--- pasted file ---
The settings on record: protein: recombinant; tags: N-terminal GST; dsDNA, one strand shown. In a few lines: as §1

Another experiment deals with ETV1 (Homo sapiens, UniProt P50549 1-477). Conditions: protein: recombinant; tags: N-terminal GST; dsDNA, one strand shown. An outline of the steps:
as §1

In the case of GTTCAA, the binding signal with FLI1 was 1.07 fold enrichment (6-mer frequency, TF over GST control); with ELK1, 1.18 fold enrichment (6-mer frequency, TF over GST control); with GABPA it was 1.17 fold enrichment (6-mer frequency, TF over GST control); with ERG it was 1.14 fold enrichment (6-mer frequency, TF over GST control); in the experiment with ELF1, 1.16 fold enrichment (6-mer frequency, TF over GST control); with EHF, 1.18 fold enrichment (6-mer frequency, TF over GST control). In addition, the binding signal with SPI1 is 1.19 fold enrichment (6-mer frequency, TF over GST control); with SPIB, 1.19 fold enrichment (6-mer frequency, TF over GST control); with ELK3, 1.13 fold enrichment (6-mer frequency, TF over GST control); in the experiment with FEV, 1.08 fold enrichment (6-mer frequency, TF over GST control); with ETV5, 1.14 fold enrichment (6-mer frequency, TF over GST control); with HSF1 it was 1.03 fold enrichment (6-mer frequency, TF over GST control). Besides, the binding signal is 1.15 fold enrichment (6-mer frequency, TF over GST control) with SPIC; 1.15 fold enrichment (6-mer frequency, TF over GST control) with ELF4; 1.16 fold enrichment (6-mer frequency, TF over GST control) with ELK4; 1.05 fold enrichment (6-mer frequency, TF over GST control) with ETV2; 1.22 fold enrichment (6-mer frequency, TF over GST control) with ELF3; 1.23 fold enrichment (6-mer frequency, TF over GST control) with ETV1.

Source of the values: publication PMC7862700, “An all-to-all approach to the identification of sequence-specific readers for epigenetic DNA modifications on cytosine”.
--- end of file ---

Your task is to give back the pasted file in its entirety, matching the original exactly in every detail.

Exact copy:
The settings on record: protein: recombinant; tags: N-terminal GST; dsDNA, one strand shown. In a few lines: as §1

Another experiment deals with ETV1 (Homo sapiens, UniProt P50549 1-477). Conditions: protein: recombinant; tags: N-terminal GST; dsDNA, one strand shown. An outline of the steps:
as §1

In the case of GTTCAA, the binding signal with FLI1 was 1.07 fold enrichment (6-mer frequency, TF over GST control); with ELK1, 1.18 fold enrichment (6-mer frequency, TF over GST control); with GABPA it was 1.17 fold enrichment (6-mer frequency, TF over GST control); with ERG it was 1.14 fold enrichment (6-mer frequency, TF over GST control); in the experiment with ELF1, 1.16 fold enrichment (6-mer frequency, TF over GST control); with EHF, 1.18 fold enrichment (6-mer frequency, TF over GST control). In addition, the binding signal with SPI1 is 1.19 fold enrichment (6-mer frequency, TF over GST control); with SPIB, 1.19 fold enrichment (6-mer frequency, TF over GST control); with ELK3, 1.13 fold enrichment (6-mer frequency, TF over GST control); in the experiment with FEV, 1.08 fold enrichment (6-mer frequency, TF over GST control); with ETV5, 1.14 fold enrichment (6-mer frequency, TF over GST control); with HSF1 it was 1.03 fold enrichment (6-mer frequency, TF over GST control). Besides, the binding signal is 1.15 fold enrichment (6-mer frequency, TF over GST control) with SPIC; 1.15 fold enrichment (6-mer frequency, TF over GST control) with ELF4; 1.16 fold enrichment (6-mer frequency, TF over GST control) with ELK4; 1.05 fold enrichment (6-mer frequency, TF over GST control) with ETV2; 1.22 fold enrichment (6-mer frequency, TF over GST control) with ELF3; 1.23 fold enrichment (6-mer frequency, TF over GST control) with ETV1.

Source of the values: publication PMC7862700, “An all-to-all approach to the identification of sequence-specific readers for epigenetic DNA modifications on cytosine”.